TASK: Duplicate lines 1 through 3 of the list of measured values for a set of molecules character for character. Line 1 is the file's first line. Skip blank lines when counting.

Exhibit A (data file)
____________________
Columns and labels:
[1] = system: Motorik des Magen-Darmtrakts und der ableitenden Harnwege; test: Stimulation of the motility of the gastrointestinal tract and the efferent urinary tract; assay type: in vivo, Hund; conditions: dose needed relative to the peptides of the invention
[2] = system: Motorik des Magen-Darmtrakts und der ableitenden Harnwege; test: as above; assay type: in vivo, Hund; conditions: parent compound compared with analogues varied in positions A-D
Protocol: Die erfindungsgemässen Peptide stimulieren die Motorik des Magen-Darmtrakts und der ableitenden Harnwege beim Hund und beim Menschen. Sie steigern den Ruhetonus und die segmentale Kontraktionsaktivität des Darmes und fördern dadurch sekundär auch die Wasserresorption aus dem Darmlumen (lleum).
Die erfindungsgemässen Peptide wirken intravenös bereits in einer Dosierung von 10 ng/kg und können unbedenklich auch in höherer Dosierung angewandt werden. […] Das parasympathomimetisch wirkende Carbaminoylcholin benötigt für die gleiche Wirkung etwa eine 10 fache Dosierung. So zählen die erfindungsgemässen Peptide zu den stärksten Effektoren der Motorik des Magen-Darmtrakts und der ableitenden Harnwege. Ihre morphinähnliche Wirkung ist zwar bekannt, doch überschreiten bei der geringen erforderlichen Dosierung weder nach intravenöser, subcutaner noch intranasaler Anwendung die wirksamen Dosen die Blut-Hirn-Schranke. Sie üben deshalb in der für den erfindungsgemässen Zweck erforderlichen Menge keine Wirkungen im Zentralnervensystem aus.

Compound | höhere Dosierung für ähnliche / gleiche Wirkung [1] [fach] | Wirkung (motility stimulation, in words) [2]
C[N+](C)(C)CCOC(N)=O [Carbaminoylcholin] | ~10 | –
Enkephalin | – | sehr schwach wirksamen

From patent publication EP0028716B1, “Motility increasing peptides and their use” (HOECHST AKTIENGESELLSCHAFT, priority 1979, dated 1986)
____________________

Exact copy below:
Columns and labels:
[1] = system: Motorik des Magen-Darmtrakts und der ableitenden Harnwege; test: Stimulation of the motility of the gastrointestinal tract and the efferent urinary tract; assay type: in vivo, Hund; conditions: dose needed relative to the peptides of the invention
[2] = system: Motorik des Magen-Darmtrakts und der ableitenden Harnwege; test: as above; assay type: in vivo, Hund; conditions: parent compound compared with analogues varied in positions A-D